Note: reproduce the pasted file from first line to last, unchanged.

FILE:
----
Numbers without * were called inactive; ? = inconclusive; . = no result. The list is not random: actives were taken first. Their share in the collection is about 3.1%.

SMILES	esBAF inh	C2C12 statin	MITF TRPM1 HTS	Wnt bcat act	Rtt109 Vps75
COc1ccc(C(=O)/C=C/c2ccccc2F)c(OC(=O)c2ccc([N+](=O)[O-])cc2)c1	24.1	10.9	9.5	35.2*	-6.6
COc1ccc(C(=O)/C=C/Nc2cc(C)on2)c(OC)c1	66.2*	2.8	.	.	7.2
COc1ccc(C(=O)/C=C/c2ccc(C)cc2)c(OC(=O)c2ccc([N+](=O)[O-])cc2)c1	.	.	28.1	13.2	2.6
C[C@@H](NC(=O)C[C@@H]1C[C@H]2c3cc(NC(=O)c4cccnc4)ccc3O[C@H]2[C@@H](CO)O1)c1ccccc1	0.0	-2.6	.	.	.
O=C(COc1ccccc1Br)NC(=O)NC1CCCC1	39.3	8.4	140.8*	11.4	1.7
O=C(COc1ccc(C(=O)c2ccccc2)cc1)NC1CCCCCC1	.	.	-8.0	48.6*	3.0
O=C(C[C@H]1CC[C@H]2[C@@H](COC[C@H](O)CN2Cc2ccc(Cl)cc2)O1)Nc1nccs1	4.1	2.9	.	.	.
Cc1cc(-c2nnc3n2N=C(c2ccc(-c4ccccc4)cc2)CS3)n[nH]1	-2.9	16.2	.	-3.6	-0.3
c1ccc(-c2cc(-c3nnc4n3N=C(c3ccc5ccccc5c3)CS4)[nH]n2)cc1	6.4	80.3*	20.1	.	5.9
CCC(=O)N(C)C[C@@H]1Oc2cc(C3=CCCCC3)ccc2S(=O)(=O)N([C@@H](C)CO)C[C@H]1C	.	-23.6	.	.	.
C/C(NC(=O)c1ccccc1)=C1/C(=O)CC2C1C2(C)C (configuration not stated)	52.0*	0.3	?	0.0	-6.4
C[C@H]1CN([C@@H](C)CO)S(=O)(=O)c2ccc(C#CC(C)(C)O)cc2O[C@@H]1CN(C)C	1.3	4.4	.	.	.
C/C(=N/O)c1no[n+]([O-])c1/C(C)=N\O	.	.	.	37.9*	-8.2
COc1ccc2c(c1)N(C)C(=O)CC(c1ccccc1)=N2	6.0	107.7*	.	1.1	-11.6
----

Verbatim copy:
Numbers without * were called inactive; ? = inconclusive; . = no result. The list is not random: actives were taken first. Their share in the collection is about 3.1%.

SMILES	esBAF inh	C2C12 statin	MITF TRPM1 HTS	Wnt bcat act	Rtt109 Vps75
COc1ccc(C(=O)/C=C/c2ccccc2F)c(OC(=O)c2ccc([N+](=O)[O-])cc2)c1	24.1	10.9	9.5	35.2*	-6.6
COc1ccc(C(=O)/C=C/Nc2cc(C)on2)c(OC)c1	66.2*	2.8	.	.	7.2
COc1ccc(C(=O)/C=C/c2ccc(C)cc2)c(OC(=O)c2ccc([N+](=O)[O-])cc2)c1	.	.	28.1	13.2	2.6
C[C@@H](NC(=O)C[C@@H]1C[C@H]2c3cc(NC(=O)c4cccnc4)ccc3O[C@H]2[C@@H](CO)O1)c1ccccc1	0.0	-2.6	.	.	.
O=C(COc1ccccc1Br)NC(=O)NC1CCCC1	39.3	8.4	140.8*	11.4	1.7
O=C(COc1ccc(C(=O)c2ccccc2)cc1)NC1CCCCCC1	.	.	-8.0	48.6*	3.0
O=C(C[C@H]1CC[C@H]2[C@@H](COC[C@H](O)CN2Cc2ccc(Cl)cc2)O1)Nc1nccs1	4.1	2.9	.	.	.
Cc1cc(-c2nnc3n2N=C(c2ccc(-c4ccccc4)cc2)CS3)n[nH]1	-2.9	16.2	.	-3.6	-0.3
c1ccc(-c2cc(-c3nnc4n3N=C(c3ccc5ccccc5c3)CS4)[nH]n2)cc1	6.4	80.3*	20.1	.	5.9
CCC(=O)N(C)C[C@@H]1Oc2cc(C3=CCCCC3)ccc2S(=O)(=O)N([C@@H](C)CO)C[C@H]1C	.	-23.6	.	.	.
C/C(NC(=O)c1ccccc1)=C1/C(=O)CC2C1C2(C)C (configuration not stated)	52.0*	0.3	?	0.0	-6.4
C[C@H]1CN([C@@H](C)CO)S(=O)(=O)c2ccc(C#CC(C)(C)O)cc2O[C@@H]1CN(C)C	1.3	4.4	.	.	.
C/C(=N/O)c1no[n+]([O-])c1/C(C)=N\O	.	.	.	37.9*	-8.2
COc1ccc2c(c1)N(C)C(=O)CC(c1ccccc1)=N2	6.0	107.7*	.	1.1	-11.6